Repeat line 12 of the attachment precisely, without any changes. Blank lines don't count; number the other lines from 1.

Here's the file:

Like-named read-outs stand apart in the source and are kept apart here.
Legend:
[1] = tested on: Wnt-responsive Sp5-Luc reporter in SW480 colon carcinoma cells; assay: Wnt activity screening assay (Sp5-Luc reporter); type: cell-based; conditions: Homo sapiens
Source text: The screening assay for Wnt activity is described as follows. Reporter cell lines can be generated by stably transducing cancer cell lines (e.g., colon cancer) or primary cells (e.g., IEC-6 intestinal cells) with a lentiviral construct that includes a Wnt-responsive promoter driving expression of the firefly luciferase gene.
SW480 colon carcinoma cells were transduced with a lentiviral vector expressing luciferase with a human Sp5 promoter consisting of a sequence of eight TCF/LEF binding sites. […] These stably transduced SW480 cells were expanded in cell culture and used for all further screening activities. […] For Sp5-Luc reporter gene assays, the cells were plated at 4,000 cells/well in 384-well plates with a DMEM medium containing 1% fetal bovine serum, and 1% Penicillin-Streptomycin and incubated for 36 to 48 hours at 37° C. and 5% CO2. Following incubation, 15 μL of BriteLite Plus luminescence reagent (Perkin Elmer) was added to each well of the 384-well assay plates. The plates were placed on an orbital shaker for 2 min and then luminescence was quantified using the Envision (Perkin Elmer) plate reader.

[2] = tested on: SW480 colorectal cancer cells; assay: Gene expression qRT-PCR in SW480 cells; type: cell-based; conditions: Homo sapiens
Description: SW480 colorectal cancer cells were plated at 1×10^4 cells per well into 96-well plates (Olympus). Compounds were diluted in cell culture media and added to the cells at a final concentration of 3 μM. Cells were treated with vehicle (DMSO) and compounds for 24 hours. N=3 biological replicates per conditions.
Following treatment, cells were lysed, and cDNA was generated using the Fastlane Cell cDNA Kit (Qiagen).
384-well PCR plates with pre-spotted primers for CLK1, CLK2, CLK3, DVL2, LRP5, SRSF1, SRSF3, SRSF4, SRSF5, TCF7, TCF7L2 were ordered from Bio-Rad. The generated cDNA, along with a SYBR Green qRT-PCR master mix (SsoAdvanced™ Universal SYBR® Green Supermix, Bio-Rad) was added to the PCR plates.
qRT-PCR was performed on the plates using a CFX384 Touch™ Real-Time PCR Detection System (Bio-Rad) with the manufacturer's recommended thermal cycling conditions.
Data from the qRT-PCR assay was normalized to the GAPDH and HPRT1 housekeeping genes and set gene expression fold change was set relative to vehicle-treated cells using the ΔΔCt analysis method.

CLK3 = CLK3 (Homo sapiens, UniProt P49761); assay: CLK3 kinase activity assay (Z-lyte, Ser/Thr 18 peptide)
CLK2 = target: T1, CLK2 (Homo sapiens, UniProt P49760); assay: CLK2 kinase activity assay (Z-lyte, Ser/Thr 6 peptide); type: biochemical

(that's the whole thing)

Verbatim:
CLK3 = CLK3 (Homo sapiens, UniProt P49761); assay: CLK3 kinase activity assay (Z-lyte, Ser/Thr 18 peptide)